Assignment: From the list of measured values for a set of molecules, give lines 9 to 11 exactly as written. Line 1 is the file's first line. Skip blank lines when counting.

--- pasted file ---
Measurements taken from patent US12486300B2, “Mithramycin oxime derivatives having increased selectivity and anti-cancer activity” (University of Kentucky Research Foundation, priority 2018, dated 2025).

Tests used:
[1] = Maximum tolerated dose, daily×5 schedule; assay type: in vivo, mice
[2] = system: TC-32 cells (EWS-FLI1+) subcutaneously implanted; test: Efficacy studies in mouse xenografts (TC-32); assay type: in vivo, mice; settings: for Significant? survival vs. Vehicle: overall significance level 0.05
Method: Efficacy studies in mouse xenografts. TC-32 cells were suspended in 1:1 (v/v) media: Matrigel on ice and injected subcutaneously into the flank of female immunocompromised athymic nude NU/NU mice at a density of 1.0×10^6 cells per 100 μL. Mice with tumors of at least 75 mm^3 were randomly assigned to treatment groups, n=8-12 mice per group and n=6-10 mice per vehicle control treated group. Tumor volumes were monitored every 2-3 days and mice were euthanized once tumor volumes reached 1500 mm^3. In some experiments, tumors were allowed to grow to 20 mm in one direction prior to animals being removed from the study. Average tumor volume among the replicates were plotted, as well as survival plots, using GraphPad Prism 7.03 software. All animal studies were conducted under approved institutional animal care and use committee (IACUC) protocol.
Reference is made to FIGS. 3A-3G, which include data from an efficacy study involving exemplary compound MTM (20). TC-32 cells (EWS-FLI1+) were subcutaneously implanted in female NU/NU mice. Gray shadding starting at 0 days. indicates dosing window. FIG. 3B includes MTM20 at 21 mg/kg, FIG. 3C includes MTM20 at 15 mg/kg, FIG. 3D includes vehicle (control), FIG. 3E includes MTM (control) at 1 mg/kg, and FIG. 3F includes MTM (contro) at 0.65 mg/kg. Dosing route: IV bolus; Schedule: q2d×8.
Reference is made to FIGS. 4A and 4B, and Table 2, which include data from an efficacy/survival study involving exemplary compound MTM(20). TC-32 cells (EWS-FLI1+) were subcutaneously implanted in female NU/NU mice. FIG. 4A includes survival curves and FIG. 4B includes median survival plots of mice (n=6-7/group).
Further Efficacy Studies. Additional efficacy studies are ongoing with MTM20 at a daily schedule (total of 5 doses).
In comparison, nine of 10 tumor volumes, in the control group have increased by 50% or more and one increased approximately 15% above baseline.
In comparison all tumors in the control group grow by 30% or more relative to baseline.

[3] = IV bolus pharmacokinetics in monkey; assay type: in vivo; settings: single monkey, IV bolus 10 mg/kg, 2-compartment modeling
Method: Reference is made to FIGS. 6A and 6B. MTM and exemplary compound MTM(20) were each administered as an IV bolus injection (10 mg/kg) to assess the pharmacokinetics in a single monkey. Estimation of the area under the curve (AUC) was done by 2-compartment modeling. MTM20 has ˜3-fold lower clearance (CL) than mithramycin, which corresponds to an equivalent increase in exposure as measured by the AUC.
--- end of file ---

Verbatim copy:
In comparison, nine of 10 tumor volumes, in the control group have increased by 50% or more and one increased approximately 15% above baseline.
In comparison all tumors in the control group grow by 30% or more relative to baseline.

[3] = IV bolus pharmacokinetics in monkey; assay type: in vivo; settings: single monkey, IV bolus 10 mg/kg, 2-compartment modeling